Bay off Ilocos Norte coast tagged as rich alternative fishing ground

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San Fernando City -
      Officials of the regional Bureau of Fisheries and Aquatic Resources said the 100-km Pasaleng Bay off Pagudpud, Ilocos Norte, could be an alternative fishing ground to the overfished Lingayen Gulf because of its rich marine resources.
      Nestor Domenden, regional BFAR director, said Pasaleng Bay is a rich source of seaweed and various fish species like reef fish, tuna, grouper and lobsters for the Ilocos region.
      He said the bay, which faces the Babuyan Islands, is very close to the path of the Kuroshio current, a warm ocean current that brings with it a number of migratory fish from the East China Sea, the Pacific Ocean and Japan Sea.
      BFAR's national assessment program showed that the Pasaleng Bay can be an alternative fishing ground to the Lingayen Gulf which has been wracked by illegal fishing.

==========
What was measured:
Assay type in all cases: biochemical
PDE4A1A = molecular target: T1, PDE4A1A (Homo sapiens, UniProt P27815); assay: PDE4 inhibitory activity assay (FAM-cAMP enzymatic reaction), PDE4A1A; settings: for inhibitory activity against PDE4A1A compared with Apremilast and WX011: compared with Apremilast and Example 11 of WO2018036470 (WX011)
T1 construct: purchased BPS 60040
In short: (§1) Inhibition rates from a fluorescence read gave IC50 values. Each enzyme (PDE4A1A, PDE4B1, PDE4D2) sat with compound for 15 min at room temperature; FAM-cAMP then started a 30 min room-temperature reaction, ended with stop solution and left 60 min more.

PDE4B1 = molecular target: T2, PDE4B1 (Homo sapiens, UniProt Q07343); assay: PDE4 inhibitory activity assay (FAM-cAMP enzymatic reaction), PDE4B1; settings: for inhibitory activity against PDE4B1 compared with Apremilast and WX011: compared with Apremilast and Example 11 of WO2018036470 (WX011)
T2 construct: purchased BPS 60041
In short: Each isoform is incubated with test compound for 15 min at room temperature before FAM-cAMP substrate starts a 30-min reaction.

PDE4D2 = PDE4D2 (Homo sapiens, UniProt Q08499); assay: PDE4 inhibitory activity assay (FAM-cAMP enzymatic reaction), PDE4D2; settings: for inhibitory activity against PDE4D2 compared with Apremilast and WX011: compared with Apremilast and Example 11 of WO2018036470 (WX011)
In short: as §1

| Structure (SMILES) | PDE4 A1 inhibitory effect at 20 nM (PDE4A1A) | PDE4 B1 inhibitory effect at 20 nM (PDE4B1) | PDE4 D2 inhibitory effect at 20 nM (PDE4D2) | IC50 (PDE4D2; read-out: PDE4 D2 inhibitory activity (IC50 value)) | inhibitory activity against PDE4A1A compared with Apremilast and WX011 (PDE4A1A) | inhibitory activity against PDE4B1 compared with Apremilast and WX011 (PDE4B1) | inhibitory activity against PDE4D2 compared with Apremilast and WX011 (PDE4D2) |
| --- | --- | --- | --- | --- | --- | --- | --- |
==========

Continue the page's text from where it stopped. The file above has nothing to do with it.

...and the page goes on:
Earlier this year, more than 80 commercial fishing vessels were found to be operating  in the gulf.
      At least 23 commercial vessel operators in the Lingayen Gulf were arrested by the Philippine Maritime Command personnel.
      Domenden said the BFAR has launched 12 Eucheuma alvarezu (a variety of seaweed) technology demonstration projects in Anda, Alaminos and Bolinao towns in Pangasinan; in San Juan, Ilocos Sur; and in Currimao, Ilocos Norte.
      He said the project was designed to improve the economic conditions of Ilocos fisherfolk who have been complaining of a dwindling catch especially in the Lingayen Gulf.
      "The project is expected to reduce the extraction of marine resources especially in (the) Lingayen Gulf. (It will) introduce the production of a commodity that has a great demand in both local and international markets," he said.
      Seaweed extracts like agar, algin, and carageenan are used in food, pharmaceutical and dental product manufacturing, and biological and medical research.

Courtesy of  Peter La Julian, PDI Northern Luzon Bureau, Philippine Daily Inquirer, page 18, June 28, 1999.